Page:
Open today: 12PM - 4PM

Virtual Lecture – 442nd Regimental Combat Team and Segregation in the Military

Date(s) - Wednesday, May 25th
7:00 pm CDT - 8:00 pm CDT


dsc0801-version-2What did it mean to be Japanese American and serve in the military during World War II when a majority of Japanese American counterparts were currently incarcerated in American internment camps for suspected disloyalty? What did it look like to be a part of a segregated regime where you only fought alongside those with similar ethnic backgrounds. What are the legacies and afterlives of segregated service?

Erin Aoyama, co-director of the Japanese American Memoryscape Project and curatorial assistant at the Japanese American National Museum, combines her research into Japanese Americans in the wartime South — the families and individuals incarcerated in southeastern Arkansas and the enlisted men training at Camp Shelby — with family stories about her grandfather’s life, from his childhood on a pineapple plantation in Maui to his service with the 442nd across Europe, to think about the meanings of citizenship, military service, race, and justice.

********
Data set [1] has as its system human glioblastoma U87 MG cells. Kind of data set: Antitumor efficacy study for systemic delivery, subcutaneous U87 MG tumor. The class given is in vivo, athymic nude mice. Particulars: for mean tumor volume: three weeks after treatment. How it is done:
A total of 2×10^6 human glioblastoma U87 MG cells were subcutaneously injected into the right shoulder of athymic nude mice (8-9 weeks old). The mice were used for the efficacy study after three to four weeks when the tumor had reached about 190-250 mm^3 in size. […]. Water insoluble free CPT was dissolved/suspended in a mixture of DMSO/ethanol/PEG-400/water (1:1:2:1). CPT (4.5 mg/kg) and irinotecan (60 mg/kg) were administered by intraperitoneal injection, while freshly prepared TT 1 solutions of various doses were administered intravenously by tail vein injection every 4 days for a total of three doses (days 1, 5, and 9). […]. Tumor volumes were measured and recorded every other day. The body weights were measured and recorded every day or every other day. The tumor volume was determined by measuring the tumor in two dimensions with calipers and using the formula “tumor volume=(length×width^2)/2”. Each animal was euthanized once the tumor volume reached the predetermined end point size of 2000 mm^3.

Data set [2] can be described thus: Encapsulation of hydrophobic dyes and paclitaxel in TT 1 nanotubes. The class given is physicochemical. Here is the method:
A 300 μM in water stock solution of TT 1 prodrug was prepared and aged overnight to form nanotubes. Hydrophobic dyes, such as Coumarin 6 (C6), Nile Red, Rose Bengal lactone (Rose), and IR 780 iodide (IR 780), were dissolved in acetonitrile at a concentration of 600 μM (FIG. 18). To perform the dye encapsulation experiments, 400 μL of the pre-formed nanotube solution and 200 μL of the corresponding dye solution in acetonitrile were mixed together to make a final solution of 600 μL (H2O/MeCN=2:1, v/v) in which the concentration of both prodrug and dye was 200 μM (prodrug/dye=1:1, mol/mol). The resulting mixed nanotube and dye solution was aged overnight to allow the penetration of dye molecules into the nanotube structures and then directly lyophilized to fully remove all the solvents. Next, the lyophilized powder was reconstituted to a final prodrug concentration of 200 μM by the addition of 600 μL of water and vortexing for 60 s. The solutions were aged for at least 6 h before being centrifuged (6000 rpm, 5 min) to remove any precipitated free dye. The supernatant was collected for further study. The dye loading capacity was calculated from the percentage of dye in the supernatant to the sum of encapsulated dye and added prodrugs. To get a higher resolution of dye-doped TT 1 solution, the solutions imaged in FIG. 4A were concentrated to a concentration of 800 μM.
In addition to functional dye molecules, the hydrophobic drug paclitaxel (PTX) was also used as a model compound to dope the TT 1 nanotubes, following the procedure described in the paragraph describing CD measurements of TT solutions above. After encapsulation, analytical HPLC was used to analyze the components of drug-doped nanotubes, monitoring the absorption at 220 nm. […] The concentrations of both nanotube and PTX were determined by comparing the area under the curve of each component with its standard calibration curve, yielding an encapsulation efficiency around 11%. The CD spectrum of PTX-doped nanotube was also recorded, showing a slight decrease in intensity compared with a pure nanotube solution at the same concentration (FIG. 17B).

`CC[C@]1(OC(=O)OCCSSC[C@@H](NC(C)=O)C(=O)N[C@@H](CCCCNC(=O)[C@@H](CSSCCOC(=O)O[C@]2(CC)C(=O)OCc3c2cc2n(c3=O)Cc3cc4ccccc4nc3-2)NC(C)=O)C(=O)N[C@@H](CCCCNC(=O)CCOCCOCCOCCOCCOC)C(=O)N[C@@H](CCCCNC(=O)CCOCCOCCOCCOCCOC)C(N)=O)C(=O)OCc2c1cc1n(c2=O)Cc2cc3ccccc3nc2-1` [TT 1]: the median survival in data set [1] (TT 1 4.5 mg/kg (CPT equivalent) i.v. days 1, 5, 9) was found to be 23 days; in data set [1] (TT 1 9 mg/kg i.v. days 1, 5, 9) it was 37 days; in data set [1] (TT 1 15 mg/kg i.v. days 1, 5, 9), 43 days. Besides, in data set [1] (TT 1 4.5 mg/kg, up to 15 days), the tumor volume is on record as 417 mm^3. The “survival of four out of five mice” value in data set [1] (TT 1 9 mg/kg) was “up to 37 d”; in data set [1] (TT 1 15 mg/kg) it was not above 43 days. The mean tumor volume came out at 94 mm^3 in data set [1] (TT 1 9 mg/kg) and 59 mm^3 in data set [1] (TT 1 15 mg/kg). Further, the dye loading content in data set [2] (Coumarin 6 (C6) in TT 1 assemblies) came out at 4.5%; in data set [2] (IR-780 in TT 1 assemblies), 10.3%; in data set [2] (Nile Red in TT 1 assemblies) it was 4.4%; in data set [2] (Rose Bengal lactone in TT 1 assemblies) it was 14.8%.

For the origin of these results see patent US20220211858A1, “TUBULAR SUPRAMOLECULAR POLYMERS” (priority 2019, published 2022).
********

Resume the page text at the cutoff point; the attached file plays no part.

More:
This program will be shown virtual via Zoom. 
Museum Members $5 | Nonmembers $10

About the Presenter
Erin Aoyama is a doctoral candidate in American Studies at Brown University. Her research is rooted in Asian American studies, 20th century American history, relational ethnic studies, and public humanities. Her dissertation takes up questions of race, place, and community repair within the afterlives of Japanese American incarceration and redress. In addition to her doctoral work, Aoyama is co-director of the Japanese American Memoryscape Project and a curatorial assistant at the Japanese American National Museum in Los Angeles, CA. Aoyama’s work, in her dissertation, through the Japanese American Memoryscape Project, and at JANM, is interested in the possibilities of justice-informed historical storytelling work. 

Image: Ansel Adams, Owens Valley, California 1943. Library of Congress. 14. In connection with Then They Came for Me: Incarceration of Japanese Americans During WWII and the Demise of Civil Liberties, an exhibit on display at the Jewish Museum Milwaukee, February 18 – May 29, 2022.

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